Sweet William Dianthus 'Devon Dove' (PBR) (p)

👤 Non-toxic to humans
🐾 Non-toxic to pets
🌸 Blooming
🍪 Not edible
‍🌱 Easy-care
pink 'Devon Dove'


Dianthus 'Devon Dove' is a charming and delightful plant that is particularly noted for its distinctive flowers. Each bloom presents as a soft, creamy white color, often with a delicate blush of light pink that graces the petals. The flowers themselves are usually double, meaning they have multiple layers of petals, which adds a fullness and depth to their appearance. The edges of these petals can have a slight frilly or ruffled texture, giving a sense of daintiness to the already elegant flower. The foliage of 'Devon Dove' is slender and elongated, typically gray-green in color, which provides a beautiful contrast to the brightness of the blooms. These slender leaves form a neat cushion or tuft at the base of the plant, creating a backdrop that makes the flowers stand out even more. It is a plant that, due to its color and form, can add a touch of sophistication to any garden or floral arrangement.

Plant Info
Common Problems

About this plant

  • memoNames

    • Family


    • Synonyms

      Devon Cottage Pin, Dove Pin.

    • Common names

      There are no synonyms for the plant name Dianthus 'Devon Dove' (PBR) (p), its basic scientific name is provided.

  • skullToxicity

    • To humans

      The common name for Dianthus 'Devon Dove' is Sweet William. Generally, Sweet William is not considered toxic to humans. However, sensitivity to plants can vary among individuals, and it's possible for someone to have an allergic reaction upon handling or ingesting plant parts. Ingesting significant quantities of the plant could conceivably cause gastrointestinal discomfort such as nausea, vomiting, or diarrhea due to the presence of saponins and other compounds found in many Dianthus species.

    • To pets

      Sweet William is not typically known to be toxic to pets. As with humans, pets may have individual sensitivities or allergies that could lead to mild gastrointestinal upset after ingesting parts of the Sweet William plant, but it is not recognized for having severe toxic effects. Nevertheless, it's always wise to keep an eye on your pet and to prevent it from eating ornamental plants, as different animals might react differently to various plant species.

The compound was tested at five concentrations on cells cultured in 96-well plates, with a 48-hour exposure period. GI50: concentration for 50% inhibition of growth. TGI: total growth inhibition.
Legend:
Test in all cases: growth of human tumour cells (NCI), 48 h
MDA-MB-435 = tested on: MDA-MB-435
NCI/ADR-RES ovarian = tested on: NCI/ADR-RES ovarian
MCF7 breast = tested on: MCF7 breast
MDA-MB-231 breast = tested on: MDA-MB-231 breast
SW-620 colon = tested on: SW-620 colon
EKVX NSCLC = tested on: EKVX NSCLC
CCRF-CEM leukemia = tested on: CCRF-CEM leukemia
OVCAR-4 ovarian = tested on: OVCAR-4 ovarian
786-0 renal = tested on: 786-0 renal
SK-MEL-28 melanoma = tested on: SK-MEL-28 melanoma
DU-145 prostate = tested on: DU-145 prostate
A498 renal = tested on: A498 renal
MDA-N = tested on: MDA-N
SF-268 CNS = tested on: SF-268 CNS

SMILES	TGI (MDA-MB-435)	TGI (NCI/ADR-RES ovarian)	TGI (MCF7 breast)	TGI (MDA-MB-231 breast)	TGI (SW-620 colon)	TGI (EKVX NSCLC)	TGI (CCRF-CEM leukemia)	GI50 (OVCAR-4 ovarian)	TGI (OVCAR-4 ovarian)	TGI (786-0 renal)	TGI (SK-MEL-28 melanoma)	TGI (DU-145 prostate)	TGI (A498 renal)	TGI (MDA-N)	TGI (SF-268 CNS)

• infoCharacteristics

    • Life cycle


    • Foliage type


    • Color of leaves


    • Flower color


    • Height

      1 foot (30 cm)

    • Spread

      1 foot (30 cm)

    • Plant type


    • Hardiness zones


    • Native area



  • money-bagGeneral Benefits

    • Aesthetic Appeal: The Dianthus 'Devon Dove', commonly known as Pink, adds elegance to gardens with its attractive grey-green foliage and large white flowers with a unique feathered petal edge.
    • Long Blooming Period: Pinks typically have an extended blooming season, providing color and interest from late spring to early fall.
    • Attracts Pollinators: The flowers attract butterflies and bees, supporting local ecosystems.
    • Drought Resistance: Once established, Pinks are relatively drought-tolerant, making them suitable for water-efficient gardens.
    • Compact Growth: The plant's compact growth habit makes it ideal for borders, rockeries, and containers.
    • Low Maintenance: Pinks are generally low maintenance, requiring minimal care beyond the occasional deadheading to promote further blooms.
    • Fragrance: The flowers often have a delightful clove-like fragrance, adding a sensory experience to the garden.
    • Versatility: Suitable for various garden styles, including cottage gardens, modern landscapes, and as ground cover.

  • medicalMedical Properties

    This plant is not used for medical purposes.

  • windAir-purifying Qualities

    This plant is not specifically known for air purifying qualities.

  • leavesOther Uses

    • Culinary Garnish: The edible flower petals of the Carnation can be used to add a splash of color to salads and desserts.
    • Decorative Ice Cubes: Carnation petals can be frozen in ice cubes to create a visually appealing detail for fancy drinks or punch bowls.
    • Natural Dye: The bright petals of the Carnation can be used to produce a natural dye for fabrics or crafting projects.
    • Flower Arranging Classes: Carnations are often used in educational settings to teach the basics of flower arranging due to their sturdy stems and long vase life.
    • Pressing and Scrapbooking: Carnation flowers are good for pressing and can be included in scrapbooks or used in other paper crafts.
    • Potpourri Ingredient: The petals of Carnations can be dried and included in potpourri mixes for a sweet and spicy scent.
    • Scented Bookmarks: Dried Carnation petals can be laminated into bookmarks, offering a faint fragrance while reading.
    • Perfumery: Carnation absolute, an extract from the flower, is occasionally used in the making of perfumes and scented oils.
    • Wedding Confetti: Biodegradable and more environmentally friendly than some traditional confetti, Carnation petals can be used as a natural option for wedding celebrations.
    • Art Supplies: The petals of the Carnation can be used in art projects, such as making natural collages or decorating homemade greeting cards.

Interesting Facts

  • bedFeng Shui

    The Pink is not used in Feng Shui practice.

  • aquariusZodiac Sign Compitability

    The Pink is not used in astrology practice.

  • spiralPlant Symbolism